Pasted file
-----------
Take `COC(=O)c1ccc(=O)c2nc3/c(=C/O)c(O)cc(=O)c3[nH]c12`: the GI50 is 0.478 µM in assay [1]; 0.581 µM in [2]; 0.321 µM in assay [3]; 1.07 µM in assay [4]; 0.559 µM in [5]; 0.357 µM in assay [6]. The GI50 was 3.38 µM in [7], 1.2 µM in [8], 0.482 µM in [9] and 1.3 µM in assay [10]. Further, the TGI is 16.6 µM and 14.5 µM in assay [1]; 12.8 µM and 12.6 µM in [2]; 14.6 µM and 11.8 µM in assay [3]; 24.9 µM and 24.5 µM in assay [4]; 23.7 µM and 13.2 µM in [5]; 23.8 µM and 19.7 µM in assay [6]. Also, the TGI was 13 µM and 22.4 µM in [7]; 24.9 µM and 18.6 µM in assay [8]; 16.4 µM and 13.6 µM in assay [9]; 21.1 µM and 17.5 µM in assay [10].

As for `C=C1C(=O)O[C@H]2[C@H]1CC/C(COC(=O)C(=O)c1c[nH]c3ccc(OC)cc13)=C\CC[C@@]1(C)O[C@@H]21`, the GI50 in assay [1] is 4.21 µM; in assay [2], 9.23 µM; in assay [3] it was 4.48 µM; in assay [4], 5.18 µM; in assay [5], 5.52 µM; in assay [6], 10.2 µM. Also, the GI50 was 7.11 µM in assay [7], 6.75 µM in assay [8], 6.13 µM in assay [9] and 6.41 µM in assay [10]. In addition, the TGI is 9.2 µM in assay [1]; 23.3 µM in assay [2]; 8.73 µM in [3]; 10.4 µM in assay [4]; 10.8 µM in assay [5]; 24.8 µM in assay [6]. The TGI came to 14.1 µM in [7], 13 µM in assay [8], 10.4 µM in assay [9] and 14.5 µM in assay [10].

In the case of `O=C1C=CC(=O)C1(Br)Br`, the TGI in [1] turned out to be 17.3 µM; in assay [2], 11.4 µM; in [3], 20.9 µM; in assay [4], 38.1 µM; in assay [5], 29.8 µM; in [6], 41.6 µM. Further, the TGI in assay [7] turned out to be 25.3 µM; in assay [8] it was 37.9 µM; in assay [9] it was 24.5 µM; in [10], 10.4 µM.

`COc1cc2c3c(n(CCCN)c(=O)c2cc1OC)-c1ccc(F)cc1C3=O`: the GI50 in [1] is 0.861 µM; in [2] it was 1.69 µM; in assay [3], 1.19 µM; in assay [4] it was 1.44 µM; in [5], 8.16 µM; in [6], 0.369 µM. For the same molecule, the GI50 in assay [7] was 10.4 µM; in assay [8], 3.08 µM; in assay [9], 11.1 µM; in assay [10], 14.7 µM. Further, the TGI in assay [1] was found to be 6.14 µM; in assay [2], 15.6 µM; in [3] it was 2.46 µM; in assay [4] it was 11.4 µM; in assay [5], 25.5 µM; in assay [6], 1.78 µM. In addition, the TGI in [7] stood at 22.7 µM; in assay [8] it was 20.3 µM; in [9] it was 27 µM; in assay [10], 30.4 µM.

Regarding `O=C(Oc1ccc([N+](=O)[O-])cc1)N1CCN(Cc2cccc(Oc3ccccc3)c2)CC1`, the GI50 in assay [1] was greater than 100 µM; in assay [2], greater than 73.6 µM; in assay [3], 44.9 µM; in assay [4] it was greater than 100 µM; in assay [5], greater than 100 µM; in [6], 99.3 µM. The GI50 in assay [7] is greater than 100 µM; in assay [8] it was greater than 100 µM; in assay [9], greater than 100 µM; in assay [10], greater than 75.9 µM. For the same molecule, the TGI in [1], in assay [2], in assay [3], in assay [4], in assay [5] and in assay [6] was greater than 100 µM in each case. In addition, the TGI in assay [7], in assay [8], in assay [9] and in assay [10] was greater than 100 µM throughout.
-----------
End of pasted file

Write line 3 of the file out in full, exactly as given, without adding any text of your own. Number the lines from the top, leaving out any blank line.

In the case of `O=C1C=CC(=O)C1(Br)Br`, the TGI in [1] turned out to be 17.3 µM; in assay [2], 11.4 µM; in [3], 20.9 µM; in assay [4], 38.1 µM; in assay [5], 29.8 µM; in [6], 41.6 µM. Further, the TGI in assay [7] turned out to be 25.3 µM; in assay [8] it was 37.9 µM; in assay [9] it was 24.5 µM; in [10], 10.4 µM.